CONAN: Aren't those recorded - you know, here at NPR they preserve a - sadly to say, every word I utter.
Mr. BRYLAWSKI: Well, and that's a good thing. And NPR has had - you know, I think that NPR is building - it's my understanding for the research we did on this - a digital repository, which is what big institutions do. They build a big storage center with lots of servers and they download these files on servers and then they automatically, at night or otherwise, back them up on the other servers. And they have a mirror site that's away from earthquake country and fire country. And that's...
CONAN: I think we're putting one on Pluto.
Mr. BRYLAWSKI: Yeah. Well, that would - that would be good. Now that it's downgraded from a planet, it probably needs the business.
CONAN: Needs the...
(Soundbite of laughter)
Mr. BRYLAWSKI: But...
CONAN: So that same idea, LOCKSS, lots of copies, that would be applicable to somebody who's got home recordings of their kid's eighth birthday party?
Mr. BRYLAWSKI: Absolutely. And so it's not that hard. I mean, what you do is you make a few copies and you put them in different places. What's hard is remembering 10 years from now to copy them again, because they do deteriorate. And it's not that any digital medium is inherently bad. None are permanent. And I think anyone who's ever used the word processor for any length of time has lost files. And that could happen to audio, and video.
CONAN: It happens every day.
Mr. BRYLAWSKI: Exactly.
CONAN: So that can happen with other files, too, no matter - even if you store them on separate, you know, drives?
Mr. BRYLAWSKI: Well, I've lost my backup drive. I mean, that's a personal experience. That isn't in this national report. So I needed two backup drives. I mean, it can get a little crazy but that's what I do. Another thing - I mean, there were - part of the report is not to really recommend its looking at the state of preservation in the country are not necessarily consumer tips.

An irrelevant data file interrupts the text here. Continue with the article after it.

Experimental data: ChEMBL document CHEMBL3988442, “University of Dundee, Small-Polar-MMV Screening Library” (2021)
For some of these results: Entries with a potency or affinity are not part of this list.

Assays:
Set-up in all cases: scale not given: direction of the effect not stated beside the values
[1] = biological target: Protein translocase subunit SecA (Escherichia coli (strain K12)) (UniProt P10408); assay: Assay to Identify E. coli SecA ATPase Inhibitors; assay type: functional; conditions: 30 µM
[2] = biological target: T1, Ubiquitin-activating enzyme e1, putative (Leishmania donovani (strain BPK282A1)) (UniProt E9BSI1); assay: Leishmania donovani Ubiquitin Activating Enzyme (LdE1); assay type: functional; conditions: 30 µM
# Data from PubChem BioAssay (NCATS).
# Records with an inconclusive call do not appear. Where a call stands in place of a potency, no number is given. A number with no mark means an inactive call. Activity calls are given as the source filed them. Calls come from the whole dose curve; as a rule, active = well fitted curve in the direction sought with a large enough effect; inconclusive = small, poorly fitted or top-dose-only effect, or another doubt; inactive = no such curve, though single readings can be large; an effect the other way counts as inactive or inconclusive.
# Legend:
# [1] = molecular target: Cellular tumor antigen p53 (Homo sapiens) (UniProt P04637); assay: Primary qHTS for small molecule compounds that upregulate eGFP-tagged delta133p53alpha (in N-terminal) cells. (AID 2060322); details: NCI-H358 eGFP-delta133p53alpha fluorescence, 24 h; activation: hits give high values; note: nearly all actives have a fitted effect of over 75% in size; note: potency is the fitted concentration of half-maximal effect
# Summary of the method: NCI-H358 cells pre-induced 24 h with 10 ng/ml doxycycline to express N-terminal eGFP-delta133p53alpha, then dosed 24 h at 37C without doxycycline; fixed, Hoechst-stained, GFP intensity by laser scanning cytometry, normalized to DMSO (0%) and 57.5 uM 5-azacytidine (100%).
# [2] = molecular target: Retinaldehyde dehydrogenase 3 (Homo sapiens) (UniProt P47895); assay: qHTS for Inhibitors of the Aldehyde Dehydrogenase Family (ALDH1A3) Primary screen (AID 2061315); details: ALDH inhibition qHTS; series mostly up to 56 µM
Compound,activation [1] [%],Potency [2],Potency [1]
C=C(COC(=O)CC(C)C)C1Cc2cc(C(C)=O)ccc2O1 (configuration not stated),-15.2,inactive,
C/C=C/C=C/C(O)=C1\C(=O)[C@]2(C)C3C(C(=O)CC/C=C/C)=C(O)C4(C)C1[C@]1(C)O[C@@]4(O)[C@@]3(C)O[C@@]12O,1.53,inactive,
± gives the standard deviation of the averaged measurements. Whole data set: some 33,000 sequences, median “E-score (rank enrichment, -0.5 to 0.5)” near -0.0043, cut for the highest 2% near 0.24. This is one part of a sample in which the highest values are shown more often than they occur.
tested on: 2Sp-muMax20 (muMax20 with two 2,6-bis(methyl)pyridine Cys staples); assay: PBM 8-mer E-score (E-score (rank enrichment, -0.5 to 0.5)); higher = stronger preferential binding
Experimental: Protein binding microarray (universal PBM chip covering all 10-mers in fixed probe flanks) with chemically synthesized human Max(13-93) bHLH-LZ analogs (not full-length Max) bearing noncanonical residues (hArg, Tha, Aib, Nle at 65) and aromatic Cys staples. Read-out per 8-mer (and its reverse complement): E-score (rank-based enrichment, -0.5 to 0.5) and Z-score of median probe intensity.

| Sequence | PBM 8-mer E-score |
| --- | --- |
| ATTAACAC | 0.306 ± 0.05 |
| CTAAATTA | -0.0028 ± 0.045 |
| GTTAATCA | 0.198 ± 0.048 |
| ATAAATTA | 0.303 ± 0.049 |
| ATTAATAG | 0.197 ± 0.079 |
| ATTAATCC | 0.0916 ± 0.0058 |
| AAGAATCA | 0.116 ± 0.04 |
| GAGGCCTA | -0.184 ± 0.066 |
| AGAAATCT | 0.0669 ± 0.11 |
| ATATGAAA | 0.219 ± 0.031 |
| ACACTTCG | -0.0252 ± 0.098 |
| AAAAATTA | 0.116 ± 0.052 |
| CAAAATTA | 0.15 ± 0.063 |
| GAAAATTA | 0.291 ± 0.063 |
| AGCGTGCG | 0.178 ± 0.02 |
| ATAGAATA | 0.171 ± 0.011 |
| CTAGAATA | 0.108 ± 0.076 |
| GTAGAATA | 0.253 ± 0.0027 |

But my own personal preferences, at least for small documents, is to use an email service that gives you free space and store them in the cloud, as they call it now. As long as - I don't really mind if Google reads my email or my photos I'm trying to save. If they want to look at my kids, that's great.
CONAN: And when you do look, though, at those national - you know, the things we want to preserve, the great speeches, the great events...
Mr. BRYLAWSKI: Right.
CONAN: ...those kinds of things, have things been lost as a result of this phenomenon?
Mr. BRYLAWSKI: Well, I don't think too much of digital materials had been lost because they haven't been backed up. I think one of the challenges of digital materials is that they aren't being recorded in the first place. Or I should say, they aren't being recorded for preservation. There are so many podcasts and so many websites that have audio and MySpace pages where bands promote their music. That material isn't getting preserved in a systematic way.
CONAN: We're talking with Sam Brylawski, editor of the Encyclopedic Discography of Victor Recordings at the University of California Santa Barbara, and coauthor of the study, " The State of Recorded Sound Preservation in the United States." 800-989-8255. Email us: firstname.lastname@example.org.
And let's start with Shaktri(ph), is that right? Do I have a Shakti(ph)?
SHAKTI (Caller): Yes, Shakti.
CONAN: Go ahead. In Charlotte, North Carolina.